for more eastward propagation with a discrete cell or two that may
develop and acquire mid-level rotation.
.PREV DISCUSSION... /ISSUED 1129 AM CDT Sun May 13 2018/
...Central Appalachians to Mid-Atlantic States...
Quasi-stationary front runs west/east across central OH into far
southwest PA before arcing southeast across northern/eastern VA.
Robust diabatic heating will occur in the warm sector within the
eastern extent of the massive EML plume emanating from the central
states. While a mid-level speed max is passing east of the region,
sufficient deep-layer shear will persist for a few supercells amid
MLCAPE around 600-1200 J/kg. Severe hail and damaging wind will be
the primary hazards, but a tornado is possible with any supercell
moving along the SRH-enriched front. Have upgraded to Slight Risk to
account for this potential.
Influx of richer low-level moisture beneath very steep mid-level
lapse rates associated with a massive EML should result in large
warm-sector buoyancy to about 3000 J/kg to the east of the TX
dryline and southeast of a quasi-stationary front in KS. Scattered
storms (more numerous than previous days) should develop along the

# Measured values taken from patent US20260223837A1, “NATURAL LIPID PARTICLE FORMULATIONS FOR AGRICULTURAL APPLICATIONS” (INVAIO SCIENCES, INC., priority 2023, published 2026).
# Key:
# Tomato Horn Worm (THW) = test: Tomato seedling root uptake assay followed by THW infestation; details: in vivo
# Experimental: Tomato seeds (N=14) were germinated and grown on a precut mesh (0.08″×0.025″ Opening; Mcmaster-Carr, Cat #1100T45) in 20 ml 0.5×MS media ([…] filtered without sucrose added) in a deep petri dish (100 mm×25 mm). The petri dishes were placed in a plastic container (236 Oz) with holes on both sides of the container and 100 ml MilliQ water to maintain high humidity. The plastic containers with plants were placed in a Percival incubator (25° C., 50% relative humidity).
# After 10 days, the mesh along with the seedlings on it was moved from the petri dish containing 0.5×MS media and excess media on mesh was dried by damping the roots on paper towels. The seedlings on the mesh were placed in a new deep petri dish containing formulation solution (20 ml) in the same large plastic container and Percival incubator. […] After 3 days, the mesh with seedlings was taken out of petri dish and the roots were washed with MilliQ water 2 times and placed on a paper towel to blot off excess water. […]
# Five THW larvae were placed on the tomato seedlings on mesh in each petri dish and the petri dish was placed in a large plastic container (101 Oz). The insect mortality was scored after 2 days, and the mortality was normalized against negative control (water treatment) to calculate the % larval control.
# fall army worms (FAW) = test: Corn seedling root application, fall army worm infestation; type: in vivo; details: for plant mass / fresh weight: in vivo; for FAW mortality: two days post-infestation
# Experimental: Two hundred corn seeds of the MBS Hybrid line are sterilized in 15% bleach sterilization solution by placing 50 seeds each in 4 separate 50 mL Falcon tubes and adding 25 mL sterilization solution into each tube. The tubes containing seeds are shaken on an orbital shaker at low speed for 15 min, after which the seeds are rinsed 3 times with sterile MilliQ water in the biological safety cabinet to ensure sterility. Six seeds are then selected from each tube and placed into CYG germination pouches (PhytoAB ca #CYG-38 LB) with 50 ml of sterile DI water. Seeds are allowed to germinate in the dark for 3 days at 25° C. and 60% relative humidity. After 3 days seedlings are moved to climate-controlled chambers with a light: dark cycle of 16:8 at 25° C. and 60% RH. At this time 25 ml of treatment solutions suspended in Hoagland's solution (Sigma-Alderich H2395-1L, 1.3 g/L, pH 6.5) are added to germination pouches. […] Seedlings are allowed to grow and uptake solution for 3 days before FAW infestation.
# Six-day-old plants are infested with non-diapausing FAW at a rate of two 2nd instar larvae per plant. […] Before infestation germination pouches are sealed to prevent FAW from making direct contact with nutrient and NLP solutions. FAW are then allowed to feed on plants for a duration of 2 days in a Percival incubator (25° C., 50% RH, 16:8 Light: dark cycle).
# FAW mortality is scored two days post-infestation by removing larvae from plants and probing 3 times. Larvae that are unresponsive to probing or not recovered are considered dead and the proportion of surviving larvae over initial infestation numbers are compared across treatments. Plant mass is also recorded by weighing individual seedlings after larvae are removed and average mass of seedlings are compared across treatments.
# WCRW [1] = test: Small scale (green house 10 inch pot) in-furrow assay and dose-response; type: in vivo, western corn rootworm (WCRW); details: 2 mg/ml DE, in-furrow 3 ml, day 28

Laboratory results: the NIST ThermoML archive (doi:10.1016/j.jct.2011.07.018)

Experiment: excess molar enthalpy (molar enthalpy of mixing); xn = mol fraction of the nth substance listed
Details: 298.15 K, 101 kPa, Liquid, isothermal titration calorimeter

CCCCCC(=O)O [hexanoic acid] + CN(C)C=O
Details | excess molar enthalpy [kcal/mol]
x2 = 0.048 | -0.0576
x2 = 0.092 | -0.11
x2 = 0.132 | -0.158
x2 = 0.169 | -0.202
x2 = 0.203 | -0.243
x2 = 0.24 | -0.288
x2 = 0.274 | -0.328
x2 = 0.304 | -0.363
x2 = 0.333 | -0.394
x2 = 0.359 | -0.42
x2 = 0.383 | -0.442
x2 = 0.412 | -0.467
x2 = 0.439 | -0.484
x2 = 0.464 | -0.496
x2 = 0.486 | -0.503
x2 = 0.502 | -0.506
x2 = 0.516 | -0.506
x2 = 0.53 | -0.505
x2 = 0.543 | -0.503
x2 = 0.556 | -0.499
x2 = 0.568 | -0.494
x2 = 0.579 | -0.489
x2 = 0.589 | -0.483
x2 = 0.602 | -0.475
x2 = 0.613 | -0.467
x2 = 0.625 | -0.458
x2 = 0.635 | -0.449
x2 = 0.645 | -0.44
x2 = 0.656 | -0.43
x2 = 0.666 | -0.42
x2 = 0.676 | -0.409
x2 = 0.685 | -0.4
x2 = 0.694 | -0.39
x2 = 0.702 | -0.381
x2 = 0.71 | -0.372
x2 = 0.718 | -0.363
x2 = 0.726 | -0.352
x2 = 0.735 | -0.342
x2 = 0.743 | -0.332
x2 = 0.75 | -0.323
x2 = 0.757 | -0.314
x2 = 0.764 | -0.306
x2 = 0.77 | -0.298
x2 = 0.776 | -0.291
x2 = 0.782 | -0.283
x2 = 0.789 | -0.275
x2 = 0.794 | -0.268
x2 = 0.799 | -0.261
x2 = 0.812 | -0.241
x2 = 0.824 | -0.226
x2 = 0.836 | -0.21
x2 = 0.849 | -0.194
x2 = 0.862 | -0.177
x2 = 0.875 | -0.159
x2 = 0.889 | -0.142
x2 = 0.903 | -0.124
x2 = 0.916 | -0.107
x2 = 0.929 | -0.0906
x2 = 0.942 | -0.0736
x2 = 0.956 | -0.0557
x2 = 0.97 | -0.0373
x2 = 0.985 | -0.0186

dryline in the late afternoon. Deep-layer shear will be modest
(effective values around 20-30 kt) even with a veering wind profile
with height. Even so, the impressive thermodynamic environment will
favor large hail and severe wind gusts with multicells and a few
embedded supercells. Convection should largely weaken as inhibition
strengthens greatly east of the dryline after sunset.
Low-level warm advection will again be centered on the IA to
northern IL area tonight resulting in widespread elevated convection
north of the quasi-stationary front expected to lie along the IA/MO
border east through central IL/IN. While elevated buoyancy will be
sufficient for a severe hail risk, rapid evolution to a
west/east-oriented cluster should marginalize this threat. However,
some CAMs suggest that this elevated MCS will organize into a
forward-propagating bow across parts of northern IL/IN by 09-12Z
Monday morning where the surface front becomes increasingly diffuse.
A risk for strong to isolated severe wind gusts may develop in spite
of large inhibition for surface-based parcels.
Repeated initiation of widely scattered storms is anticipated during
the late afternoon and evening within a persistent upslope flow
regime. Winds aloft and vertical shear along the eastern periphery
of the Great Basin upper low will be sufficient for a couple
supercells developing off the Front Range. Severe hail should be the
primary hazard. Given a pervasive stratus deck across much of the
central High Plains, the tornado/wind risk will likely be confined
to where stronger diabatic heating can occur. This appears most
probable near/north of the Denver cyclone where at least pockets of
greater heating should occur along the Palmer Divide.
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NOTE: THE NEXT DAY 1 OUTLOOK IS SCHEDULED BY 0100Z